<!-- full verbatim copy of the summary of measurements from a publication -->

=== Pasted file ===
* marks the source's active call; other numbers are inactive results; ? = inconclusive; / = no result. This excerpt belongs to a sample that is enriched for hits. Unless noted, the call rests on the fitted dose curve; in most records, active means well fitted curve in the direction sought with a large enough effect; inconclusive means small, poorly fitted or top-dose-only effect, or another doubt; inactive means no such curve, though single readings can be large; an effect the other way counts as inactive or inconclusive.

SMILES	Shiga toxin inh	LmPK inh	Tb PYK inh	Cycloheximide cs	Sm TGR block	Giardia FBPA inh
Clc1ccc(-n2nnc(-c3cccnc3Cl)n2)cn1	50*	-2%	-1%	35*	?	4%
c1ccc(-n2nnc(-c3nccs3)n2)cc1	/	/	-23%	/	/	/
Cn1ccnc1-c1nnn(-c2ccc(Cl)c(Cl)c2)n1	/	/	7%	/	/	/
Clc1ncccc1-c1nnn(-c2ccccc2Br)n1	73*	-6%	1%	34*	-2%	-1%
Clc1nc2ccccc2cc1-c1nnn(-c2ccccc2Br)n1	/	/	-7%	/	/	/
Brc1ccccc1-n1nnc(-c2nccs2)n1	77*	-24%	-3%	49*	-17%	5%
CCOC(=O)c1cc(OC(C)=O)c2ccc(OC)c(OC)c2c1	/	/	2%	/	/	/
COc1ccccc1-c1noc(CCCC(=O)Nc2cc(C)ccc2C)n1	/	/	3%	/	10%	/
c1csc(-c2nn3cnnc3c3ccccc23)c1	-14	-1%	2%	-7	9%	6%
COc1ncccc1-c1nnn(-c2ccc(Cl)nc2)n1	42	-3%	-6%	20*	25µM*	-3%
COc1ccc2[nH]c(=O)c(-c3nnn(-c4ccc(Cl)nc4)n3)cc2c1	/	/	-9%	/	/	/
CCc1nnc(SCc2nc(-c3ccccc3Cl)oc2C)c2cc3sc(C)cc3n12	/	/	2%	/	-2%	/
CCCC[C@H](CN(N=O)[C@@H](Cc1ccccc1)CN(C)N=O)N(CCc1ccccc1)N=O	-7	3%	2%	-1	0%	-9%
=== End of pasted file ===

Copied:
* marks the source's active call; other numbers are inactive results; ? = inconclusive; / = no result. This excerpt belongs to a sample that is enriched for hits. Unless noted, the call rests on the fitted dose curve; in most records, active means well fitted curve in the direction sought with a large enough effect; inconclusive means small, poorly fitted or top-dose-only effect, or another doubt; inactive means no such curve, though single readings can be large; an effect the other way counts as inactive or inconclusive.

SMILES	Shiga toxin inh	LmPK inh	Tb PYK inh	Cycloheximide cs	Sm TGR block	Giardia FBPA inh
Clc1ccc(-n2nnc(-c3cccnc3Cl)n2)cn1	50*	-2%	-1%	35*	?	4%
c1ccc(-n2nnc(-c3nccs3)n2)cc1	/	/	-23%	/	/	/
Cn1ccnc1-c1nnn(-c2ccc(Cl)c(Cl)c2)n1	/	/	7%	/	/	/
Clc1ncccc1-c1nnn(-c2ccccc2Br)n1	73*	-6%	1%	34*	-2%	-1%
Clc1nc2ccccc2cc1-c1nnn(-c2ccccc2Br)n1	/	/	-7%	/	/	/
Brc1ccccc1-n1nnc(-c2nccs2)n1	77*	-24%	-3%	49*	-17%	5%
CCOC(=O)c1cc(OC(C)=O)c2ccc(OC)c(OC)c2c1	/	/	2%	/	/	/
COc1ccccc1-c1noc(CCCC(=O)Nc2cc(C)ccc2C)n1	/	/	3%	/	10%	/
c1csc(-c2nn3cnnc3c3ccccc23)c1	-14	-1%	2%	-7	9%	6%
COc1ncccc1-c1nnn(-c2ccc(Cl)nc2)n1	42	-3%	-6%	20*	25µM*	-3%
COc1ccc2[nH]c(=O)c(-c3nnn(-c4ccc(Cl)nc4)n3)cc2c1	/	/	-9%	/	/	/
CCc1nnc(SCc2nc(-c3ccccc3Cl)oc2C)c2cc3sc(C)cc3n12	/	/	2%	/	-2%	/
CCCC[C@H](CN(N=O)[C@@H](Cc1ccccc1)CN(C)N=O)N(CCc1ccccc1)N=O	-7	3%	2%	-1	0%	-9%